Before a more reasonable response could be made, the entrance of the women, who were laughing and having a wonderful time, interrupted them. Colonel Weber and Captain Decker stood. Lieutenant Harper also stood, though after what she just heard, she felt like it might have been safer to stay seated. The colonel at least got to introduce the director, Roberta Brooks.
“Bobbi,” Bobbi said, as she shook their hands and took her seat.
Boston butted in front and took each hand in turn. “Mary Riley, but everyone calls me Boston.” She said it twice and went to sit next to Lockhart.
Mirowen nodded shyly at the marines but avoided shaking their hands. “Mirowen.” She went to sit beside Doctor Roberts.
“Mirowen?” The captain asked, like he might be searching for a last name.
“Soon to be Roberts, I think.” Lincoln sounded morose. Mirowen’s presence underlined for him like nothing else that Alexis was missing.
“For now, just Mirowen.” Lockhart kept grinning and raised his hand to point his thumb at the couple. “She is an elf.”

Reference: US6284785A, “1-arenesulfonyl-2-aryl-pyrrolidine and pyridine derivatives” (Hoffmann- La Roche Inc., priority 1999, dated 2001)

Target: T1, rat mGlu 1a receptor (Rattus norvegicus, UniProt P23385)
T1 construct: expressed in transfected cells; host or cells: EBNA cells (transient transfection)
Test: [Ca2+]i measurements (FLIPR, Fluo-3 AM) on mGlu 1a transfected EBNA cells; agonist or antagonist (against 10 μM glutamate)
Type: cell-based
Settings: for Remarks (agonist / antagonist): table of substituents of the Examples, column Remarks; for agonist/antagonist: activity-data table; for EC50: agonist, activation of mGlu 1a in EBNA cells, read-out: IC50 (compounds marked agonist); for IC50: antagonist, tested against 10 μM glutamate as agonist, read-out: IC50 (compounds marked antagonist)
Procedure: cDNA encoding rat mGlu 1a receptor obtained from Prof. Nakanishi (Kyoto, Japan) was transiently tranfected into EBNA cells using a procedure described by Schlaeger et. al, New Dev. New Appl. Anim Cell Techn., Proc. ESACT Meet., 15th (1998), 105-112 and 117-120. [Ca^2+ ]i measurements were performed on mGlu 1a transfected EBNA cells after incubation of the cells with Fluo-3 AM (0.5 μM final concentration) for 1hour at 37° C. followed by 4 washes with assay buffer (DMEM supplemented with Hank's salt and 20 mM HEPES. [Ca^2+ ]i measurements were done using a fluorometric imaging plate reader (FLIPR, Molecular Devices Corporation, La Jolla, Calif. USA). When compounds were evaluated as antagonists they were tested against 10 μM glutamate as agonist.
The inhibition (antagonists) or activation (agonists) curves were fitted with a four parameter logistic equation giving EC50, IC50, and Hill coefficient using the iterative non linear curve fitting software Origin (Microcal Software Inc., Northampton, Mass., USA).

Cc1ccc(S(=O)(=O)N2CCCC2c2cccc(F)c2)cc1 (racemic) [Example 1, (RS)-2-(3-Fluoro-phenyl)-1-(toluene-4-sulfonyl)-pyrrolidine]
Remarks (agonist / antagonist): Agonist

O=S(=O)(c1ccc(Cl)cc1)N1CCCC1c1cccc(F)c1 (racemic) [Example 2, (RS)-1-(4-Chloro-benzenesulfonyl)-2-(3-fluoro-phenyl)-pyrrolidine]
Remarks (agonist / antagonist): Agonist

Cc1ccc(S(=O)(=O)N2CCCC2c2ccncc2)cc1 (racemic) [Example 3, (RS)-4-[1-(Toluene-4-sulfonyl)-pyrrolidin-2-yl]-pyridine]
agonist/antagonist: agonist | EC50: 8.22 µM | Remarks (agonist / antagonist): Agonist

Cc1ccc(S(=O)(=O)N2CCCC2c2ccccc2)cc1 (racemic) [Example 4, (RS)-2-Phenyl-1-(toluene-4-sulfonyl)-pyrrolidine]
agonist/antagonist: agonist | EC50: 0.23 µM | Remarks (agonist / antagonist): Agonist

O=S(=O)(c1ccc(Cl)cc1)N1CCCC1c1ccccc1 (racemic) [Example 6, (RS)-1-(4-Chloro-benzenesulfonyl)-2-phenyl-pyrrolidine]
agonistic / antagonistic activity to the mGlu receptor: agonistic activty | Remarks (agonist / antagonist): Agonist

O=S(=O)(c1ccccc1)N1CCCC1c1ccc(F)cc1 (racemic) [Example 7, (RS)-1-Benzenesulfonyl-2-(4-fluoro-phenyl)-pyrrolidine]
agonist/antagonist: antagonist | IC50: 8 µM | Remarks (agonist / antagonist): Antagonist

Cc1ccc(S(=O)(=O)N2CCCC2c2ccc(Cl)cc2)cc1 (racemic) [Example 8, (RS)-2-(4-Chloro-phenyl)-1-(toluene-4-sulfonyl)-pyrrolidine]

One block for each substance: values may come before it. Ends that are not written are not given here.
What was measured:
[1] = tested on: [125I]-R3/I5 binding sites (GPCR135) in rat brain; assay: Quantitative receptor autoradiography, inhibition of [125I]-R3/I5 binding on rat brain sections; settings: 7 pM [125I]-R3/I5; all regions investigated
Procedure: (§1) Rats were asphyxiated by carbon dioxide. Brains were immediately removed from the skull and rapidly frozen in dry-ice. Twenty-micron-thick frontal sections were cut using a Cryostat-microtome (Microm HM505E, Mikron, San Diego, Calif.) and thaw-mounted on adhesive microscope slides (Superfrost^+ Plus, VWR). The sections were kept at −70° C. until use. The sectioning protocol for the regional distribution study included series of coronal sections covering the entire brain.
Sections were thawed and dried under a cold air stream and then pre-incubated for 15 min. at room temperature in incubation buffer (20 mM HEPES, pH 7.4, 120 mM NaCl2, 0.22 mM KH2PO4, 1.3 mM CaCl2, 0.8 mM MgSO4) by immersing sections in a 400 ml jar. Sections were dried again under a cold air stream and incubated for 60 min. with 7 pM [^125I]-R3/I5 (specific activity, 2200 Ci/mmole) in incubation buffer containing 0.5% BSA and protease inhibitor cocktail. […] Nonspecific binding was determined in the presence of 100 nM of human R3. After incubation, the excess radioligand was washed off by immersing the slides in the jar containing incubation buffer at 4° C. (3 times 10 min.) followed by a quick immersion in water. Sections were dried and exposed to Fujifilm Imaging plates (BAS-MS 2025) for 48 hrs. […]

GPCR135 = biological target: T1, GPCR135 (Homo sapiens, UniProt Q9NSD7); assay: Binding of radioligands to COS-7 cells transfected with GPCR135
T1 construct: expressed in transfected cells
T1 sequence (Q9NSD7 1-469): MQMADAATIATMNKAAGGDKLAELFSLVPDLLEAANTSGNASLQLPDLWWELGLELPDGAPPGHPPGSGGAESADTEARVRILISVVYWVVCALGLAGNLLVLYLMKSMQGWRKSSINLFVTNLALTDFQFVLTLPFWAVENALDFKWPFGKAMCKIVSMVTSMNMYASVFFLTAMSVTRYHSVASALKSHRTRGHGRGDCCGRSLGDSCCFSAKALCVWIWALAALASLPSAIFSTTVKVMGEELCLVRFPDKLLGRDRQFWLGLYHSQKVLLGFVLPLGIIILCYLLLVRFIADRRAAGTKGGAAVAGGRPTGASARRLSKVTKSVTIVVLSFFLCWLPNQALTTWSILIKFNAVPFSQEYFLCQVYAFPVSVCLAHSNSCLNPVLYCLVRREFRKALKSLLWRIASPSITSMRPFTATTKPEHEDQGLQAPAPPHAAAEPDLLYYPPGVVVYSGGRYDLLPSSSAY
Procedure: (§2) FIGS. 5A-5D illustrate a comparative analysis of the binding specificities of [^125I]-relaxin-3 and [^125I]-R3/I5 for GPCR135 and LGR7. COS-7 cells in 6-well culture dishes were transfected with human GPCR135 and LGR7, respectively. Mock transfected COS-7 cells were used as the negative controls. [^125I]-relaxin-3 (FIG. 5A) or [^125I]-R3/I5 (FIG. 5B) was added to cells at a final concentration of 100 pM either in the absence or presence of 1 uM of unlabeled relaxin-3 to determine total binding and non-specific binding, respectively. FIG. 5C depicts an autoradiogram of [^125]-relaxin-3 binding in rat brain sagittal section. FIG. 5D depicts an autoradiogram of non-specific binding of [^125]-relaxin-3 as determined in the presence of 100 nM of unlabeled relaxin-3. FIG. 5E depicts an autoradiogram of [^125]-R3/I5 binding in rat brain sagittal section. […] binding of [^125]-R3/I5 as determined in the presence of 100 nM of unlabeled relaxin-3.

Mirowen blushed, but she brushed back her hair to reveal her pointed ears. She turned quickly to Doctor Roberts and he gave her a peck on the lips to reassure her.
At the sight of those ears, Lieutenant Harper sat. When she sat, the captain sat with her, and barely in time to deal with what happened next.
“Hi, I’m the Princess, but people call me…” The Princess paused and pretended to think about it before she concluded, “Princess.” She smiled her dazzling smile. “Right now I have to go home. My husband owes me a foot massage, or something.” She reached to take both the captain’s and the lieutenant’s hands.
“And where is home?” the Captain asked, while he unsuccessfully tried to keep his eyes from wandering up and down her curves.
“204 BC,” the Princess answered with a straight face. “Now don’t let go,” she added, and vanished from that time and place so Glen could return to his own time and face his own dilemma. The captain let go, but only for a second.
“Now.” Glen smiled at the military people. “Lovely to have you here. Lovely to meet you both. You can’t come.”
“Now, wait a minute,” Colonel Weber wanted to protest, but Glen cut him off.
“Despite your soldiers, you have no authority and no real power here.” Glen walked around the table to the far wall, the only big, blank wall in the room. “Be gone,” he mumbled. “Before somebody drops a house on you.”